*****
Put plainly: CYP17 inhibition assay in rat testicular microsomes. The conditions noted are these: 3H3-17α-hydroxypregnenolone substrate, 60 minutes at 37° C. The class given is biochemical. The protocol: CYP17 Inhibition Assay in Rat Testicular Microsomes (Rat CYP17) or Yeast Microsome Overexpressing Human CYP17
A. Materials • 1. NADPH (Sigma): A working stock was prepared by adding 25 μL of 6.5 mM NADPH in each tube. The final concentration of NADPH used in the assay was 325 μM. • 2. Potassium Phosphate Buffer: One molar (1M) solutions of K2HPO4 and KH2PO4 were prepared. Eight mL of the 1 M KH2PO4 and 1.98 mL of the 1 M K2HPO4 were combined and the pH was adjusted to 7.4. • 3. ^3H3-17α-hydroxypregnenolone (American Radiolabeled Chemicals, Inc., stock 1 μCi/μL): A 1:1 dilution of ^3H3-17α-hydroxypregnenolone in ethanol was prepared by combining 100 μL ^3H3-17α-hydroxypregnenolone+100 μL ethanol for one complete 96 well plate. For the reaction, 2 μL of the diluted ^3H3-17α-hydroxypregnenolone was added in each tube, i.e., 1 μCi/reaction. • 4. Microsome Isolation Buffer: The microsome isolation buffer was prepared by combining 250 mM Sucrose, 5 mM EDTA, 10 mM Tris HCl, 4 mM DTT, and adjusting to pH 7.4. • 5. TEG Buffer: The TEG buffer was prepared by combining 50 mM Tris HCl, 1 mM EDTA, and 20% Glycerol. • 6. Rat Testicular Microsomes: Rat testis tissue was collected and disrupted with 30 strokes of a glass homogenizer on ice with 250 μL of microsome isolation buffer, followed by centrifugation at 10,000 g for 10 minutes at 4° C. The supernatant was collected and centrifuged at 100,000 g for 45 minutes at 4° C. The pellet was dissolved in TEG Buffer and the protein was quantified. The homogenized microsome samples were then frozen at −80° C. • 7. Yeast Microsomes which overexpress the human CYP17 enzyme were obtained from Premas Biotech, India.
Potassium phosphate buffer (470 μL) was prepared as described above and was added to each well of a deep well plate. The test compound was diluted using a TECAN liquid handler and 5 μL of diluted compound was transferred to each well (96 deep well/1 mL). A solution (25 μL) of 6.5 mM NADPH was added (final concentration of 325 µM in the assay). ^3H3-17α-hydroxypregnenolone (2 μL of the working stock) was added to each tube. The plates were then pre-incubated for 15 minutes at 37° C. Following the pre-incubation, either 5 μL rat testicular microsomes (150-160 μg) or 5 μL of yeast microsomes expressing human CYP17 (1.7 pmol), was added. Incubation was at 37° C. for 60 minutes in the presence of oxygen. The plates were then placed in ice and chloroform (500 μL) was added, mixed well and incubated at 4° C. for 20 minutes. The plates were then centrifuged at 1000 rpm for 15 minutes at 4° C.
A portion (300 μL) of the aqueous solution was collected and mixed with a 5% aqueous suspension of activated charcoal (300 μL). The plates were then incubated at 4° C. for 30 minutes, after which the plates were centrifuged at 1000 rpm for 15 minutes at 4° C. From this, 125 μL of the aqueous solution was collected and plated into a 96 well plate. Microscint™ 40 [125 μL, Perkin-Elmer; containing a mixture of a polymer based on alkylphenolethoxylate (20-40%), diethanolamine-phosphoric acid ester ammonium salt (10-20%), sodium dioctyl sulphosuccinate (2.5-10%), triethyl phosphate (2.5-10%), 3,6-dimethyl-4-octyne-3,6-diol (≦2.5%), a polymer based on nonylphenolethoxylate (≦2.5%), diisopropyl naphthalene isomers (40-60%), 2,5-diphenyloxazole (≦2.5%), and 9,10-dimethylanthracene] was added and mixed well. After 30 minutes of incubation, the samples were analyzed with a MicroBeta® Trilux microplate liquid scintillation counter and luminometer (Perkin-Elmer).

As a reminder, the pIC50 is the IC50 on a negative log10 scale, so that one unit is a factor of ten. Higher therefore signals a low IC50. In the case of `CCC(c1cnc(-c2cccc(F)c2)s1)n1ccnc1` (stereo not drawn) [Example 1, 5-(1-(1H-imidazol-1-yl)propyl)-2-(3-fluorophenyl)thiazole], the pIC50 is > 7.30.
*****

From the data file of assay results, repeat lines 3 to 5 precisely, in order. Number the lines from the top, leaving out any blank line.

Potassium phosphate buffer (470 μL) was prepared as described above and was added to each well of a deep well plate. The test compound was diluted using a TECAN liquid handler and 5 μL of diluted compound was transferred to each well (96 deep well/1 mL). A solution (25 μL) of 6.5 mM NADPH was added (final concentration of 325 µM in the assay). ^3H3-17α-hydroxypregnenolone (2 μL of the working stock) was added to each tube. The plates were then pre-incubated for 15 minutes at 37° C. Following the pre-incubation, either 5 μL rat testicular microsomes (150-160 μg) or 5 μL of yeast microsomes expressing human CYP17 (1.7 pmol), was added. Incubation was at 37° C. for 60 minutes in the presence of oxygen. The plates were then placed in ice and chloroform (500 μL) was added, mixed well and incubated at 4° C. for 20 minutes. The plates were then centrifuged at 1000 rpm for 15 minutes at 4° C.
A portion (300 μL) of the aqueous solution was collected and mixed with a 5% aqueous suspension of activated charcoal (300 μL). The plates were then incubated at 4° C. for 30 minutes, after which the plates were centrifuged at 1000 rpm for 15 minutes at 4° C. From this, 125 μL of the aqueous solution was collected and plated into a 96 well plate. Microscint™ 40 [125 μL, Perkin-Elmer; containing a mixture of a polymer based on alkylphenolethoxylate (20-40%), diethanolamine-phosphoric acid ester ammonium salt (10-20%), sodium dioctyl sulphosuccinate (2.5-10%), triethyl phosphate (2.5-10%), 3,6-dimethyl-4-octyne-3,6-diol (≦2.5%), a polymer based on nonylphenolethoxylate (≦2.5%), diisopropyl naphthalene isomers (40-60%), 2,5-diphenyloxazole (≦2.5%), and 9,10-dimethylanthracene] was added and mixed well. After 30 minutes of incubation, the samples were analyzed with a MicroBeta® Trilux microplate liquid scintillation counter and luminometer (Perkin-Elmer).

As a reminder, the pIC50 is the IC50 on a negative log10 scale, so that one unit is a factor of ten. Higher therefore signals a low IC50. In the case of `CCC(c1cnc(-c2cccc(F)c2)s1)n1ccnc1` (stereo not drawn) [Example 1, 5-(1-(1H-imidazol-1-yl)propyl)-2-(3-fluorophenyl)thiazole], the pIC50 is > 7.30.